“These are the times that try men’s souls” ― Thomas Paine, The American Crisis.
The nomination of Judge Brett Kavanaugh to the U.S. Supreme Court proves the US Senate does not represent most Americans.
To demonstrate, Senators representing 44.2% of the U.S. population nominated Kavanaugh, The Washington Post calculates. Tellingly, Senators opposed to Kavanaugh represent around 55.8% of Americans.
The Washington Post’s Philip Bump notes Kavanaugh has the dubious distinction of: “being the first justice nominated by someone who lost the popular vote to earn his seat on the bench with support from senators representing less than half of the country; while having his nomination opposed by a majority of the country.”
Therefore, we can argue the United States Senate is no longer a representative legislative body. Instead of the American people, the Senate represents a series of rural states; or worse, an oligarchy based in New York.
The Senate will get Less Representative in the Future
Frighteningly, the Senate will be even less representative soon. Surprisingly, just 30 Senators could represent 70% of Americans by 2040.
Under those circumstances, 70 Senators will represent 30% of Americans, David Birdsell predicts. Birdsell is the dean of the school of public and international affairs at Baruch College. Tellingly, Birdsell is one of many demographers offering such warnings.
As an illustration 30% of Senators will represent the 15 states that contain 67% of the population in 2040, the Weldon Cooper Center for Public Service projects. The Center at the University of Virginia forecasts nine states will be home to half of America’s population in 2040, Bump notes.
Consequently, just 18 Senators will represent half of Americans by 2040. That situation violates the values of the American Revolution. For instance, one of the Revolution’s main slogans was “no taxation without representation.” Presently, the United States violates that ideal for most of its citizens.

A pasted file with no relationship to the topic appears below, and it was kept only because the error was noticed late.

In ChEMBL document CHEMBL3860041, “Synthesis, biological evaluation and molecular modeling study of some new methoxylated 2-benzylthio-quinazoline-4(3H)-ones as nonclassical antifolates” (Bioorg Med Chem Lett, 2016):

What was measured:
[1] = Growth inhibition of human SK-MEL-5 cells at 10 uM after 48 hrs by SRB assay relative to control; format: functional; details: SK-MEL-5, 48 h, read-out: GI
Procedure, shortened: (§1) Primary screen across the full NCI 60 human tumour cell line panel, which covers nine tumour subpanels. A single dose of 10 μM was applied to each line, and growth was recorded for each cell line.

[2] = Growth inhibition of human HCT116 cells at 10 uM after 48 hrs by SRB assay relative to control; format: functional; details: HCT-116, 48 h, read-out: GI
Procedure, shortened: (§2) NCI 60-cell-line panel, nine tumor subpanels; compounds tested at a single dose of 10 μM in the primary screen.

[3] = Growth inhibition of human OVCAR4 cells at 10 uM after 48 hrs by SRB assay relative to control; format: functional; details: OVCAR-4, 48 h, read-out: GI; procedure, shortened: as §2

Markedly, just 30% of the population will elect Senators enacting taxes, voting to go to war, and approving federal judges. As a result America will have a government that violates its basic values.
How to Create a Senate that represents most Americans
Obviously, the Senate needs reform if America wants a representative government.
I suggest allowing a state to elect an additional Senator for each 10 million residents it has. Thus, the larger states will get more representation in Washington. More importantly, the Senate will be more representative of the American people.
California which has 39 million people will have five Senators; for instance, and Texas will each have four Senators. To explain; the US Census Bureau estimates Texas has 27.469 million residents and Florida around 20 million inhabitants.
Under this system, six states, North Carolina, Georgia, New York, Ohio, Pennsylvania, and Illinois will have three Senators. In detail, each of those states has over 10 million residents. Consequently, the Senate will have 25 additional members.
Making the Senate more representative will be tough because it requires a Constitutional amendment. Obviously, implementing such an amendment will be tough. Republicans will fight tooth and nail to prevent any dilution of their power.
History teaches us we can make the Senate More Representative
That sounds tough, but it is not impossible. There was a time when America faced a similar crisis of an unrepresentative Senate.
Until 1913 state legislatures appointed U.S. Senators. That allowed corrupt special interests; like political machines and big corporations, to buy Senate seats for their puppets. Therefore, a corrupt oligarchy controlled the Senate.
The 17th Amendment changed that by allowing the direct election of U.S. Senators by the people. The 17th Amendment resulted from a long political battle during the Progressive Era (1893-1917).
Will the Kavanaugh Nomination spark Senate reform?
“A body of men holding themselves accountable to nobody ought not to be trusted by anybody” ― Thomas Paine.
History shows that Americans have overcome corrupt oligarchies before and made their government more representative. We did it in 1776, 1860, and 1913 and we will do it again.
I have to wonder if the anger over the Kavanaugh nomination will be the spark that ignites a movement to reform the Senate. If it is, Republicans will have only themselves to blame.
By abusing their power to impose their will on the nation, Republican Senators are doing Americans a service. The Republicans are telling Americans reform is necessary. I wonder if Americans have the brains to see the necessity and the guts to fight for reform.
“If there must be trouble, let it be in my day, that my child may have peace” ― Thomas Paine.